by Kim LaPat
Travel Editor, Emma Spencer Living
With a breathtaking view of Lake Atitlan, it’s easy to spend hours poolside or on the many terraces and decks at La Casa Colibri. But if you ever get tired of all that relaxation, one of the best ways to experience the Mayan towns around the country’s most beautiful lake is on foot. Here’s a guide to some of the best scenic hikes in our little corner of Guatemala.
Onion Fields/Mountainside Lookout
This hike is perfect if you want to simply walk out of La Casa Colibri’s door and get moving. It takes just 10 minutes to reach the starting point for this scenic hike to the Santa Catarina Palopo lookout at Aguas Escondidas. The walk through town is a sight in itself, where local women can be observed weaving on black looms and many Mayan descendants still wear the colorful garb of their ancestors. Winding your way through alleyways and terraced onion fields, you’ll emerge at the trailhead at the top of the village. Following the diagonal mountainside path will take you to a scenic lookout point over 1,000 feet from where you began, bringing you to an elevation of 5,200 feet. There, you’ll enjoy expansive views that will take your breath away. Although the payoff at the end of this 2-3 hour hike is well worth the effort, it can be a bit strenuous. Be sure to bring plenty of water and take your time, enjoying the views, sights, and sounds of nature as you go. You best bet is to start this hike early in the morning—not only to provide yourself with plenty of time, but also to take advantage of the morning shade and cooler temperatures.
Tour the Towns
Another option is to take a 15-minute water taxi ride to the picturesque bay of Paxanax and tour the towns along Lake Atitlan. A 40-minute lakeside hike brings you to the adjacent village of Jaibalito, where our concierge recommends stopping at Club Ven Aca for a tasty lunch before continuing on your adventure. Walk along the lake another 40 minutes and you’ll arrive at Tznuna, a small, traditional Tzutuhil Mayan village where the buildings are still made of adobe mud brick. Here, you’ll feel like you’ve stepped back in time to a simple, historic way of life. After wandering around the village, keep going another 40 minutes to San Marcos La Laguna, where you can indulge in (or simply watch) some cliff diving into the lake. Once you’re refreshed, continue your journey to San Pablo La Laguna, another traditional village that features all of the charm and tradition of Mayan Guatemala. At this point, you can either head back to La Casa Colibri or take a pickup taxi up to the next town, where another wonderful hike awaits.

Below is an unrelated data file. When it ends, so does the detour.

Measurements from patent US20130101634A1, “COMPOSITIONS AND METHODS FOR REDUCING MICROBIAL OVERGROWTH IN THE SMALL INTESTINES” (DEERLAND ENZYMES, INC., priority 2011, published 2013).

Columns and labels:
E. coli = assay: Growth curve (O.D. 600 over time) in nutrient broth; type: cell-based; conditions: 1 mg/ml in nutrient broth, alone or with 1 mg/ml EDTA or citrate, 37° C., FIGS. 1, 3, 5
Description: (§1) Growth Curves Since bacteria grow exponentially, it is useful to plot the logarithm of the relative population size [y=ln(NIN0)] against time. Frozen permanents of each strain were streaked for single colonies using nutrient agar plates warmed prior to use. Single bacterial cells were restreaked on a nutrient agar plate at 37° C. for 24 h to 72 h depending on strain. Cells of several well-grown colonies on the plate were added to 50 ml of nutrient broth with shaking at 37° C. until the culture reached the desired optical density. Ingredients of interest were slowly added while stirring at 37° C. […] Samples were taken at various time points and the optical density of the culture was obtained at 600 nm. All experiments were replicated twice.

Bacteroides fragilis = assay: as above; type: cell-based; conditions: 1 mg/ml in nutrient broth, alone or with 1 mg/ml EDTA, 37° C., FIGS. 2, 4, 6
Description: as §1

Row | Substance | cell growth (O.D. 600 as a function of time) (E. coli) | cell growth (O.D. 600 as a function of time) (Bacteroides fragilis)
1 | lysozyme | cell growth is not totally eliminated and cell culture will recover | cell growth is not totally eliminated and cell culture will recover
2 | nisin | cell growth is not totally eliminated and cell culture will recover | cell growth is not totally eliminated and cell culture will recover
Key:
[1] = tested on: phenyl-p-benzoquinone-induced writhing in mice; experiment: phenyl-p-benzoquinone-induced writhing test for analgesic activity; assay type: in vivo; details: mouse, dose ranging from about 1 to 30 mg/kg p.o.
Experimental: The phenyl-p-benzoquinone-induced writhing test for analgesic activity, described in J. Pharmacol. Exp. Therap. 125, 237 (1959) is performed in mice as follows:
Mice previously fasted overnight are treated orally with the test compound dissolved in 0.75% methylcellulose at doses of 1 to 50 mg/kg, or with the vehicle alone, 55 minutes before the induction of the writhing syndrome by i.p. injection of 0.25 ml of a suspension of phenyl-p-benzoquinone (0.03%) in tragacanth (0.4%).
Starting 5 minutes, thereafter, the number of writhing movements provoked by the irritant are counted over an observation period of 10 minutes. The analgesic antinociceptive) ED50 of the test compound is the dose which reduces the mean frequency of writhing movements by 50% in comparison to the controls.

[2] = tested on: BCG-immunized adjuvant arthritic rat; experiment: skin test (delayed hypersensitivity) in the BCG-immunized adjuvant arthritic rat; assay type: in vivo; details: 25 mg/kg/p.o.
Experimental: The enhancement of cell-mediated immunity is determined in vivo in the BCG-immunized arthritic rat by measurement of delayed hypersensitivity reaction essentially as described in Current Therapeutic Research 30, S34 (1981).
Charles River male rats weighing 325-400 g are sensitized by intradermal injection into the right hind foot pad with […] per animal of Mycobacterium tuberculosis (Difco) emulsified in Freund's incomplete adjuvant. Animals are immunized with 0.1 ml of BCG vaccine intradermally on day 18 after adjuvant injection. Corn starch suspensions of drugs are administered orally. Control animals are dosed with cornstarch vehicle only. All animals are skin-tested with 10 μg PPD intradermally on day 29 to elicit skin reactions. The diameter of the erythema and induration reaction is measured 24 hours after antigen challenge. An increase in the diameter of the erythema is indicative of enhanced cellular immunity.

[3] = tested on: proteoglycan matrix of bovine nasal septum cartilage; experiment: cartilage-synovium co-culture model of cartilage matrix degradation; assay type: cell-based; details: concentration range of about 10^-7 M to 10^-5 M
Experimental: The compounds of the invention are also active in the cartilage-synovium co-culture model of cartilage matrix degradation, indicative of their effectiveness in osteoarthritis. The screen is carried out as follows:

Face of the Maya
The pickup truck ride from San Pablo to Santa Clara La Laguna, which is situated more than 1,000 feet above Lake Atitlan, is an adventure in itself! As you wind your way up to this quaint village, you’ll pass through coffee plantations and forested highlands. Once in town, you can take a short hike to the Rostro de la Maya (face of the Maya), a scenic overlook that resembles the profile of a face when viewed from the lake below. Amazing panoramic views of Lake Atitlan make this overlook a remarkable destination—and on clear days, you can even see all the way to the Pacific Ocean!
San Pedro Volcano Summit
The hike to the summit of the San Pedro Volcano is an extraordinary experience, but is not recommended for the novice hiker. Those up for the challenge of the 4-hour ascent and 3-hour descent through scenic forest and farmland will enjoy astonishing views of Lake Atitlan and the town below from the summit of the volcano itself. The trail begins in the Tzutuhil Mayan village of San Pedro La Laguna, where you can hire a local guide to take you up the mountain for as little as $5.00.
A variety of guided hikes through Guatemala’s virgin cloud forest begin in Santiago Atitlan at the back of the bay between San Pedro and Toliman volcanoes. Treks are typically strenuous and a bit lengthy, taking you through various microclimates to see waterfalls, natural springs, tropical foliage, exotic birds, and of course, jaw-dropping views of the lake and countryside. The hiking packages, available at www.funatlakeatitlan.com, include lunch and are a great value for an all-day, unforgettable adventure.
Hiking is a great way to see and experience the Mayan communities that surround Lake Atitlan in a natural, exhilarating way. With many different options to choose from, you can be sure that whatever hikes you choose, you’ll be rewarded with out-of-this-world views and memories to last a lifetime.
by Edward Allen
Travel Writer, Emma Spencer Living
For much of its history, the Central American country of Guatemala was part of the enormous Mayan civilization that controlled this part of the world. Established around 2000 BC and lasting until the conquest by the Spanish in the early 16th century, this highly-developed society is known for its art, architecture, mathematical methods, and astronomical systems.